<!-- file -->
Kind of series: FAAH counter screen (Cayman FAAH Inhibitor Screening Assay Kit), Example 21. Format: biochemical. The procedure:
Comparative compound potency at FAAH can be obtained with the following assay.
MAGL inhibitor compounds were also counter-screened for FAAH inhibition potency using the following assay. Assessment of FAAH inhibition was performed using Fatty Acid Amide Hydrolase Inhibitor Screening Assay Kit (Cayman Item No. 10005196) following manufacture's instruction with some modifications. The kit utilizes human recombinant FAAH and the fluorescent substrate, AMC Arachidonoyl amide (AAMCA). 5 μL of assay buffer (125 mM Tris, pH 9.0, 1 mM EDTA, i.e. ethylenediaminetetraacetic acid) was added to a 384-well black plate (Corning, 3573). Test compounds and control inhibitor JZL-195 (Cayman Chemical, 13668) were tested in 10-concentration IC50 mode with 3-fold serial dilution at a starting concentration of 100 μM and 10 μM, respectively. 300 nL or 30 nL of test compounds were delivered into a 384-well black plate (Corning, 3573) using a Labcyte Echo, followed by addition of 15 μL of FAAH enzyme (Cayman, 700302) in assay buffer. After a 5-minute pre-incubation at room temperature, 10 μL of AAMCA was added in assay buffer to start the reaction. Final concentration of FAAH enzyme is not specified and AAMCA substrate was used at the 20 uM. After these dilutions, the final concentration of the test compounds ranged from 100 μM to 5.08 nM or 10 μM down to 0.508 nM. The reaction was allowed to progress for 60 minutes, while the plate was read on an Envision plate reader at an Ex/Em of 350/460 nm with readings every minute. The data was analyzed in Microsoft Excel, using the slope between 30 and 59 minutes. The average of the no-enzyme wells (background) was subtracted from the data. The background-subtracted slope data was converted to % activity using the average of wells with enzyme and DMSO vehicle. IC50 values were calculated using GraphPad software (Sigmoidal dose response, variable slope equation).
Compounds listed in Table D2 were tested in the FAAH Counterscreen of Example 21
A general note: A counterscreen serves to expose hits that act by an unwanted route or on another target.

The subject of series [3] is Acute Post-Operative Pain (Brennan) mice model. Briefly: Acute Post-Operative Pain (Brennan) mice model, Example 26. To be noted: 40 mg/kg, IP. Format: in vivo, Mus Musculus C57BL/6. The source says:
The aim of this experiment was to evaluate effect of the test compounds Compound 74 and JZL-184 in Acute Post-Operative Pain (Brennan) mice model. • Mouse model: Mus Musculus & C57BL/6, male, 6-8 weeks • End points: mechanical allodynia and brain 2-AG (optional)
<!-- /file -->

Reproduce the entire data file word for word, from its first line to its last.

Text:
Kind of series: FAAH counter screen (Cayman FAAH Inhibitor Screening Assay Kit), Example 21. Format: biochemical. The procedure:
Comparative compound potency at FAAH can be obtained with the following assay.
MAGL inhibitor compounds were also counter-screened for FAAH inhibition potency using the following assay. Assessment of FAAH inhibition was performed using Fatty Acid Amide Hydrolase Inhibitor Screening Assay Kit (Cayman Item No. 10005196) following manufacture's instruction with some modifications. The kit utilizes human recombinant FAAH and the fluorescent substrate, AMC Arachidonoyl amide (AAMCA). 5 μL of assay buffer (125 mM Tris, pH 9.0, 1 mM EDTA, i.e. ethylenediaminetetraacetic acid) was added to a 384-well black plate (Corning, 3573). Test compounds and control inhibitor JZL-195 (Cayman Chemical, 13668) were tested in 10-concentration IC50 mode with 3-fold serial dilution at a starting concentration of 100 μM and 10 μM, respectively. 300 nL or 30 nL of test compounds were delivered into a 384-well black plate (Corning, 3573) using a Labcyte Echo, followed by addition of 15 μL of FAAH enzyme (Cayman, 700302) in assay buffer. After a 5-minute pre-incubation at room temperature, 10 μL of AAMCA was added in assay buffer to start the reaction. Final concentration of FAAH enzyme is not specified and AAMCA substrate was used at the 20 uM. After these dilutions, the final concentration of the test compounds ranged from 100 μM to 5.08 nM or 10 μM down to 0.508 nM. The reaction was allowed to progress for 60 minutes, while the plate was read on an Envision plate reader at an Ex/Em of 350/460 nm with readings every minute. The data was analyzed in Microsoft Excel, using the slope between 30 and 59 minutes. The average of the no-enzyme wells (background) was subtracted from the data. The background-subtracted slope data was converted to % activity using the average of wells with enzyme and DMSO vehicle. IC50 values were calculated using GraphPad software (Sigmoidal dose response, variable slope equation).
Compounds listed in Table D2 were tested in the FAAH Counterscreen of Example 21
A general note: A counterscreen serves to expose hits that act by an unwanted route or on another target.

The subject of series [3] is Acute Post-Operative Pain (Brennan) mice model. Briefly: Acute Post-Operative Pain (Brennan) mice model, Example 26. To be noted: 40 mg/kg, IP. Format: in vivo, Mus Musculus C57BL/6. The source says:
The aim of this experiment was to evaluate effect of the test compounds Compound 74 and JZL-184 in Acute Post-Operative Pain (Brennan) mice model. • Mouse model: Mus Musculus & C57BL/6, male, 6-8 weeks • End points: mechanical allodynia and brain 2-AG (optional)